A real estate agent has revealed how she’s amassed a $10,000 vintage clothes collection – because she’s obsessed with living like she’s in the 1940s. Gwendolyn Erin Patterson, 25, from Dallas, Texas, says she’s so fixated with wearing wartime fashion that she now refuses to leave her house unless she’s sporting glamorous attire from the Second World War era. The 25-year-old even wed her beau, Sam, also a huge 1940s fan, in a Second World War-style wedding two years ago – but admits that sometimes people assume she’s wearing fancy dress. The vintage fashion fan admits that her unique style has garnered some strange looks on occasion but says that her glamorous head-to-toe wartime look also gets lots of compliments.
Why are this season’s shoes hideously ugly and expensive? If I didn’t know better, I’d say it’s like the designers are laughing at us.
You don’t know better, and they are laughing at you.
I have long held the opinion that most fashion designers, being homosexualists, really hate and despise women. So they design ugly clothing and shoes, and over-charge for these foul things in the certain knowledge that brainless wealthy women and celebrities will buy them just to have the over-hyped brand name on their bodies.
So much do I despise this whole business that I can safely say this: if I arrived to pick up a date and she was wearing any — and I mean any — of the shoes pictured in the article, I’d ask her to go back and change into something prettier and more flattering; because if I know anything at all, it’s that there is no woman alive whose feet and legs would be flattered by wearing these excrescences.
And Mrs. Vine knows this, as her final words reveal:
But really, the truth is it’s laziness, greed and a lack of imagination. These kinds of styles are cheap and easy to mass-produce.
They require zero skill or craftsmanship.
And they appeal to the only people who seem to matter to designers these days — that is to say celebrities, influencers and pop stars who don’t care what they wear, so long as it gets them noticed.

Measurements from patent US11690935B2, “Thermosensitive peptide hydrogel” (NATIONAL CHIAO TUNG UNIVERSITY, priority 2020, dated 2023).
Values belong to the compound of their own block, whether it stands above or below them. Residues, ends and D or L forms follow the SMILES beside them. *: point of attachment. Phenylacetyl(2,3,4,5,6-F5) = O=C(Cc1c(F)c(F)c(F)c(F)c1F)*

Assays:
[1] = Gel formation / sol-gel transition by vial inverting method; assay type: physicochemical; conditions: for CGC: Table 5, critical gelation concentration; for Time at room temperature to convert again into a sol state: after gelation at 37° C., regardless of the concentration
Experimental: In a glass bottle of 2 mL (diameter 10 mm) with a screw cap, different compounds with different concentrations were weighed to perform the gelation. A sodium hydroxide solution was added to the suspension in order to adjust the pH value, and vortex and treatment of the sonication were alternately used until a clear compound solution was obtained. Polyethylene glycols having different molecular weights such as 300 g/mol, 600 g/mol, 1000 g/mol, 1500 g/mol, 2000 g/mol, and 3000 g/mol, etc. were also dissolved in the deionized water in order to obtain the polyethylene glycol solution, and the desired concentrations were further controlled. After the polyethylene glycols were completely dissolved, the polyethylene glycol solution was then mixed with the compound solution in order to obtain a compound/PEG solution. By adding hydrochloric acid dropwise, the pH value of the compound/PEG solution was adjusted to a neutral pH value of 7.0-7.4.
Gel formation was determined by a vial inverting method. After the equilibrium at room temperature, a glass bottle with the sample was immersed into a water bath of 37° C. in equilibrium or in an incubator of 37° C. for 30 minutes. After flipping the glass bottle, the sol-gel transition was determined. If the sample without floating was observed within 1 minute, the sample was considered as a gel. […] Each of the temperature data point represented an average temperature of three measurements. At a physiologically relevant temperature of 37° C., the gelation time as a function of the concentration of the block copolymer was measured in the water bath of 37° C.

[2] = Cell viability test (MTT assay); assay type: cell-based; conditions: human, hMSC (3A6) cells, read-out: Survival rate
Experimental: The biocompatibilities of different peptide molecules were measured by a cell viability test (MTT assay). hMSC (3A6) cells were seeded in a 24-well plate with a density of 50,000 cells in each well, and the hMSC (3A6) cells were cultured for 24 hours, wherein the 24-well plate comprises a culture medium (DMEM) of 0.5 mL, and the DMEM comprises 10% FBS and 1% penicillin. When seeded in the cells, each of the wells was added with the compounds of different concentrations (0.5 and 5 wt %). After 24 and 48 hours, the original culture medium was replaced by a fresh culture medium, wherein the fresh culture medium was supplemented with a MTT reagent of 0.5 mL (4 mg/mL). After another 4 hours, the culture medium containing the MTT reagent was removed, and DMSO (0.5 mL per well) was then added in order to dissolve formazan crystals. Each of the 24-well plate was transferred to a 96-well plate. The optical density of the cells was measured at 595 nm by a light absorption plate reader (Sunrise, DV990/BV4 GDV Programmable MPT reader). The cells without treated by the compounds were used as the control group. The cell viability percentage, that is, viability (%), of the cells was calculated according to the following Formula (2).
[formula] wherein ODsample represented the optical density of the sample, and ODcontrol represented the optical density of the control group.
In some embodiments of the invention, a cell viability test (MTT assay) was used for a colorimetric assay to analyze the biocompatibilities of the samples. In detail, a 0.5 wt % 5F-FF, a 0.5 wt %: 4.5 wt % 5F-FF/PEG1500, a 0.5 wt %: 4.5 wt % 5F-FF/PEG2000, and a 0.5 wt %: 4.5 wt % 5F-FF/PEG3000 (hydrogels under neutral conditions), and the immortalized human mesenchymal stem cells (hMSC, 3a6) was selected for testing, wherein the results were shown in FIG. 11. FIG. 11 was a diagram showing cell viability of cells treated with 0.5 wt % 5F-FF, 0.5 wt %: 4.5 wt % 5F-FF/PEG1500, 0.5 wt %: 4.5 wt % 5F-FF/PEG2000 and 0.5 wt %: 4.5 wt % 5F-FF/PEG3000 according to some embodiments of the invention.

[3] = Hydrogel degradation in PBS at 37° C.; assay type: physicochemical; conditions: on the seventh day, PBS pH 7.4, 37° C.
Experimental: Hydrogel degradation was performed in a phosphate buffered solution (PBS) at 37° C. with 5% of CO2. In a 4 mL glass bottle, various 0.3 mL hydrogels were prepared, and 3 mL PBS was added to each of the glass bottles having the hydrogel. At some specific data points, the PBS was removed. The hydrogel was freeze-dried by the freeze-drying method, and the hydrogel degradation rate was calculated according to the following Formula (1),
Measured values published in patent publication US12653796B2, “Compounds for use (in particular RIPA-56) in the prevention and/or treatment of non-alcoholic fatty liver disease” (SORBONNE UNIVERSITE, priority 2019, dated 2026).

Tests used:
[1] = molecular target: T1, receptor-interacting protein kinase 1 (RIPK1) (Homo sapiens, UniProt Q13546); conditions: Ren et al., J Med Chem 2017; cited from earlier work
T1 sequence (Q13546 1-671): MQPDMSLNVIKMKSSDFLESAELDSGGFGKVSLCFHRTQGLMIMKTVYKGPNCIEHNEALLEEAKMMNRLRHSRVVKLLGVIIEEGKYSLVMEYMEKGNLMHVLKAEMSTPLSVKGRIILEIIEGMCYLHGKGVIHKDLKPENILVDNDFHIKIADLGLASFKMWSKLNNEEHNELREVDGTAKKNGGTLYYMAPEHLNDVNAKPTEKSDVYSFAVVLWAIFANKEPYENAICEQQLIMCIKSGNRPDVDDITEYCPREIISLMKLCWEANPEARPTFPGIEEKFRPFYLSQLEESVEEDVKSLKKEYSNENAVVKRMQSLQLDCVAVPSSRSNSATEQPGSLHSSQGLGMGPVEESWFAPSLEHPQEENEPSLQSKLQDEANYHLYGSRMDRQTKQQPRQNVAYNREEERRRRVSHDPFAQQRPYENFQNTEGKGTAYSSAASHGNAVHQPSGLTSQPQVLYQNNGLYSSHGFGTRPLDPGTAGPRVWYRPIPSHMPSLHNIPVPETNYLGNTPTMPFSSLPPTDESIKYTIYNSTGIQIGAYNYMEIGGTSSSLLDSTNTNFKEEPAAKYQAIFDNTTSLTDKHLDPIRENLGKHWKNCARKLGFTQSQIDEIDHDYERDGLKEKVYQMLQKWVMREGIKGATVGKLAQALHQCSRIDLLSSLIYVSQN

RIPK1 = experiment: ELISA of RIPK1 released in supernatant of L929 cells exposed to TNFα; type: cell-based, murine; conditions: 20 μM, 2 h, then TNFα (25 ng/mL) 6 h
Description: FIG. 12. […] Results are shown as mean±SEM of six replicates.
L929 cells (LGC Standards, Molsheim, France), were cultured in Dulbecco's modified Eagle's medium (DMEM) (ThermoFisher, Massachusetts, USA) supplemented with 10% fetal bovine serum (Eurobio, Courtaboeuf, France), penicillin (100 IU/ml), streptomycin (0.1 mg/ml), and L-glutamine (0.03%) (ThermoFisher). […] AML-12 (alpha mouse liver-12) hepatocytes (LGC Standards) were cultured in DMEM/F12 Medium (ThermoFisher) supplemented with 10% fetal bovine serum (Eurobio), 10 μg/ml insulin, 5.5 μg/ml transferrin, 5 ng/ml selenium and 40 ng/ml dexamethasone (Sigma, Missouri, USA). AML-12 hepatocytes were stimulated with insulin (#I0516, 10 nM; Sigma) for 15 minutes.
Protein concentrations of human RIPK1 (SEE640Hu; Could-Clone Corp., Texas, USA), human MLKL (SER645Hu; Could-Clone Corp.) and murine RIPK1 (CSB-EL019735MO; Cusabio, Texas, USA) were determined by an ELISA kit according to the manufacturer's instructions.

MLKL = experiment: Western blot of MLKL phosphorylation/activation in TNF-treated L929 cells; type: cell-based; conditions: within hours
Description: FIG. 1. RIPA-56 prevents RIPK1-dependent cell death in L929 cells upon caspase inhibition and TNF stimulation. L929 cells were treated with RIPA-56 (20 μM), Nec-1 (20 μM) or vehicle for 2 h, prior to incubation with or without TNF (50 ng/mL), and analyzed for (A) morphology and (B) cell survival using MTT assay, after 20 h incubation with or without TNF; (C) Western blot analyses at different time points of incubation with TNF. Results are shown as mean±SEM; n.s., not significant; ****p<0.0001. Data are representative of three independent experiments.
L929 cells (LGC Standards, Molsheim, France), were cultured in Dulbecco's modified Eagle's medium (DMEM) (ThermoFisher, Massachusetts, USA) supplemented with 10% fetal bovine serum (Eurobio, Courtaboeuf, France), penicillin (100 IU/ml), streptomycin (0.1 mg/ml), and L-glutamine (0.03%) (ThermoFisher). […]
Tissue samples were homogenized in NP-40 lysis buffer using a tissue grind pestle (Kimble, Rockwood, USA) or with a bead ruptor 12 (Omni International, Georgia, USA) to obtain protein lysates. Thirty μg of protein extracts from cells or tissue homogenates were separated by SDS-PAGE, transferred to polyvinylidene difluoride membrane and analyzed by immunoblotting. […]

Apparently, wearing a pineapple sign on your person may indicate to others that you’re an adherent of “The Lifestyle” — i.e. a swinger. Thus, innocently wearing either of the shirts below could get you all sorts of unwelcome invitations.
…or welcome invitations, perhaps.
Just be warned, it can get kinda busy in there:
Never done it myself, nor wanted to, really. But some folks dig it, despite the obvious dangers.
Maybe just wear an unobtrusive little badge, if you’re that way inclined…?
I’ve had several requests for details on the Goodwood Revival dress code, with requests for things such as tweed / waxed cotton jackets or trousers (“pants” in Britspeak are undies).
If you want to go Amazon, just search for “Walker and Hawkes” under Men’s Clothing and pick out what you want. (Warning: their sizes are Brit dimensions, i.e. smaller than our generous Murkin ones, so if for example you wear a U.S. X-Large, get their XXL.)
W&H are a cheaper choice than Barbour, who are filthy expensive, so there MAY be a quality / longwearing compromise involved, but so far I haven’t had any issues.
If like me you have an issue with woolen pants (itchy), then go with corduroy, such as the Orvis offering.
I have to get it all together before my trip Over There next year…